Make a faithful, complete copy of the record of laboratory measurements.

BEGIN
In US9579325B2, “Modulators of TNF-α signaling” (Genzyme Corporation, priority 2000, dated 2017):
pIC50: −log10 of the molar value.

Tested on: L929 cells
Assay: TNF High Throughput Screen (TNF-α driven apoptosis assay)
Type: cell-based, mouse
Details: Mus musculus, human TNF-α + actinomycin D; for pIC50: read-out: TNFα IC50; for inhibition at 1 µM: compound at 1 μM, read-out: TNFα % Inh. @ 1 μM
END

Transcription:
In US9579325B2, “Modulators of TNF-α signaling” (Genzyme Corporation, priority 2000, dated 2017):
pIC50: −log10 of the molar value.

Tested on: L929 cells
Assay: TNF High Throughput Screen (TNF-α driven apoptosis assay)
Type: cell-based, mouse
Details: Mus musculus, human TNF-α + actinomycin D; for pIC50: read-out: TNFα IC50; for inhibition at 1 µM: compound at 1 μM, read-out: TNFα % Inh. @ 1 μM